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money

earn it, spend it, repeat; here's how to spend it in Poland.

- how much will I need per day?
- what is the Polish currency?
- can I pay by card in Poland?



contents

budgeting

budgeting

Polish złoty

Polish złoty

cash and card

cash and card

budgeting


Budgeting is perhaps the single most important aspect of travel, perhaps after safety. In this chapter, you will learn how much accommodation and restaurants cost in Poland, as well as how much you are likely to spend per day depending on your style of travel.

daily budget

Please note that the below is only an estimate and therefore applies to all of Poland (Polish cities and countryside cost approximately the same to travel in). The prices are per person, based on double occupancy.



The above assumes v. low-budget accommodation to be a shared dormitory bed, low-budget accommodation to be a private AirBnB room, mid-bugdet accommodation to be a 3-star hotel room, and high-budget accommodation to be a 5-star hotel room.

The food row above assumes low-cost groceries for the v. low-budget option, a mix of groceries and cheap eats for the low-budget option, mid-level restaurants for the mid-budget option, and high-level restaurants for the high-budget.

As for the transport row, it assumes public transport for the low-budget options, a mix of public transport and Uber for the mid-budget option, and Ubers/taxis for the high-level option. Here, please note that a typical one-way public transport ticket costs 3.5 zł [0.8 EUR], while a typical Uber ride costs 15 zł [3.4 EUR].

AirBnB in Poland

Numbeo's cost of living index

restaurant prices

Restaurants are very inexpensive in Poland. There are, of course, large differences between cheap and expensive restaurants. However, for a mid-level restaurants, you can expect to pay an average 20 zł [4.3 EUR] for a starter, 35 zł [8.1 EUR] for a main course, 15 zł [3.5 EUR] for a dessert, and 10 zł [2.2 EUR] for drinks.

Below are sample menus from a cheap and a more expensive restaurant.

cheap restaurant menu

expensive restaurant menu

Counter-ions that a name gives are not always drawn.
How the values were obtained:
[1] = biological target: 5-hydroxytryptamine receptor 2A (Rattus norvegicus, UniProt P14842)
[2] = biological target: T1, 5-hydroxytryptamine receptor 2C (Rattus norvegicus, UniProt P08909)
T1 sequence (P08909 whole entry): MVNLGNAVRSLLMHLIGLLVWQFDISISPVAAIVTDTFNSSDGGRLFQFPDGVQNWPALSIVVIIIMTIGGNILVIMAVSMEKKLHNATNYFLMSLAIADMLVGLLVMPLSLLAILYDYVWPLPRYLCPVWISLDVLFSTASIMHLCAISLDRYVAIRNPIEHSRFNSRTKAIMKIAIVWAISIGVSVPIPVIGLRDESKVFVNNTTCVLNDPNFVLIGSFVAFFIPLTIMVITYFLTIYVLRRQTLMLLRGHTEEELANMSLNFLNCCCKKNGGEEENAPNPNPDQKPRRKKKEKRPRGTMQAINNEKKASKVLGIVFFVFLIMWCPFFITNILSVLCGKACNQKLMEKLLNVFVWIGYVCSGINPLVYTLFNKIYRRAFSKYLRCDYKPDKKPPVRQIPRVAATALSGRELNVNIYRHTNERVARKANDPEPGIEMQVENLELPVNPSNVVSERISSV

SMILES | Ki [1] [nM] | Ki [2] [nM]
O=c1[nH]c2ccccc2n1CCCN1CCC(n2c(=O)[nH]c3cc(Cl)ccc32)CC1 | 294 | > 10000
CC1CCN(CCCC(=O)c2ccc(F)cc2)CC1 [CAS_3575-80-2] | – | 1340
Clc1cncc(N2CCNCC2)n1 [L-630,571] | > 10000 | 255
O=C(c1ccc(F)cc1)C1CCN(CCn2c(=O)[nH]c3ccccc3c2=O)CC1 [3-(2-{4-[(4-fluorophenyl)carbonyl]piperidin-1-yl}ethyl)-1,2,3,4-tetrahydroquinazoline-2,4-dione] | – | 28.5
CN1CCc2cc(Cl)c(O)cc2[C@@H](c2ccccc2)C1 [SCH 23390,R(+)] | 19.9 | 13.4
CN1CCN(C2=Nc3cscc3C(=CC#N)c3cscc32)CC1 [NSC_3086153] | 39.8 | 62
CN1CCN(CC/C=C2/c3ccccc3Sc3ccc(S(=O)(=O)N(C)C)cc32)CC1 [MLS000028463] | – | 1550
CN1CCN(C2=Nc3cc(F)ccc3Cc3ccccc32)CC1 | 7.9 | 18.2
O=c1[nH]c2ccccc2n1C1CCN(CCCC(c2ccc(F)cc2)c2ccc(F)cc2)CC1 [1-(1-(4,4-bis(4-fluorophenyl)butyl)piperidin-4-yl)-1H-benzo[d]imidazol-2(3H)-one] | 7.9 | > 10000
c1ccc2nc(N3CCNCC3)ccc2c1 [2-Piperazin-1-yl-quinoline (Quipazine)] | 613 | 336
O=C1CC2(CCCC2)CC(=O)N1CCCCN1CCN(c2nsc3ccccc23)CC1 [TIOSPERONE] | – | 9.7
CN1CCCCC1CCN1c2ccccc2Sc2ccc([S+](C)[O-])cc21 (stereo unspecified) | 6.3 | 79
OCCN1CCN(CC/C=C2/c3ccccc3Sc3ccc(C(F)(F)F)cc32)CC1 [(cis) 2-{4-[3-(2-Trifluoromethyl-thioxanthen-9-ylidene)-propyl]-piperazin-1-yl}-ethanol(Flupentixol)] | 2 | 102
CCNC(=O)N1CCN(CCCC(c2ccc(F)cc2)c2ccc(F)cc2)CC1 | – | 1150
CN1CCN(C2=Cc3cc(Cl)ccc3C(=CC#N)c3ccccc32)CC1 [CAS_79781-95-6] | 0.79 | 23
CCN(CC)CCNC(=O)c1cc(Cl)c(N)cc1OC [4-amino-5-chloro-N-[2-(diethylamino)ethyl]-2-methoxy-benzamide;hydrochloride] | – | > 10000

grocery prices

There is little to no difference between the prices in various classes of supermarkets. Therefore, the below applies to all supermarkets in all areas of the country.
meat
A kilogram of chicken costs 17 zł [3.9 EUR], steak costs 45 zł [10 EUR]/kg, and pork costs 16 zł [3.7 EUR] per kilogram. A kilogram of fish costs 40 zł [9.2 EUR]. Ham costs approximately 4.5 zł [1 EUR] for a 6-slice pack.
cheese
Regular cheese costs 4.5 zł [1 EUR] for an 8-slice pack. More fancy cheeses cost around 60 zł [13.9 EUR] per kilogram.
bread
Bread is very cheap in Poland and never costs more than 10 zł [2.3 EUR] per loaf, and typically less than half of that.
sweets and chips
Snacks generally cost up to 7 zł [1.6 EUR] per typical portion. Note that chips are generally a bit more expensive than sweets.
drinks
Drinks cost up to 4.5 zł [1 EUR], and water typically costs less than 2 zł [0.5 EUR] per liter.

cheese prices

vegetable prices


Polish złoty


Poland's currency is the Polish złoty, zł for short, with PLN being the official abbreviation. One złoty is equal to 100 groszy. As most currencies, it consists of coins and notes. The coins are: 1 groszy, 2 groszy, 5 groszy, 10 groszy, 20 groszy, 50 groszy, 1 złoty, 2 złoty, and 5 złoty. The notes are: 10 złoty, 20 złoty, 50 złoty, 100 złoty, 200 złoty, and 500 złoty (though 500 złoty is very rarely used and you are very unlikely to see it). To avoid confusion as to which banknotes are currently valid, below is a gallery of all valid coins and banknotes.

1 groszy

2 groszy

5 groszy

10 groszy

20 groszy

50 groszy

1 złoty

2 złoty

5 złoty

10 złoty

20 złoty

50 złoty

100 złoty

200 złoty

Out of the coins and banknotes above, you are most likely to use the 1, 2, and 5 złoty coins and the 10, 20, 50, and 100 złoty banknotes. The groszy coins are not used by tourists very much (because they're a hassle), and the 200 and 500 złoty banknotes are rarer than the 100 złoty note.

We recommend that you do not carry more than 1000 złoty or withdraw more than 500 złoty at once. This is just common sense if you do not want to get robbed, just like in any country.


cash and card


Cash is accepted pretty much everywhere in Poland. The only exceptions may be modern parkingmeters, as well as modern in-vehicle public transport ticket machines - but this is very, very rare. As such, if you are unsure whether you will be able to pay by card, it's good to have some cash on you.

If you need to withdraw cash, there are secure ATM machines all over cities, also small ones. They are often close to banks, malls, and shops. However, we do not recommend PlanetCash ATMs, as their fees are quite high. The cash withdrawal fees in Poland are approximately the same as in the rest of Europe - you will never pay more than 5% in currency conversion fees, and the number is usually 2-3%.

shopping mall ATM

typical parkingmeter

Card payments are also completely popularized in Poland. This is, however, not to say that you can pay by card anywhere. There are a number of transactions that are difficult to conduct by card in Poland, namely revolving around: parkingmeters, in-vehicle public transport ticket machines, street food stands, street musicians, small grocery shops in villages, and taxis.

typical card terminal

cash-only traditional stand

Card payments are secure in Poland, and so are contactless payments (which are fully popularized). Poland is under EU regulations and oversight, and card payments are therefore as secure as in, say, Germany.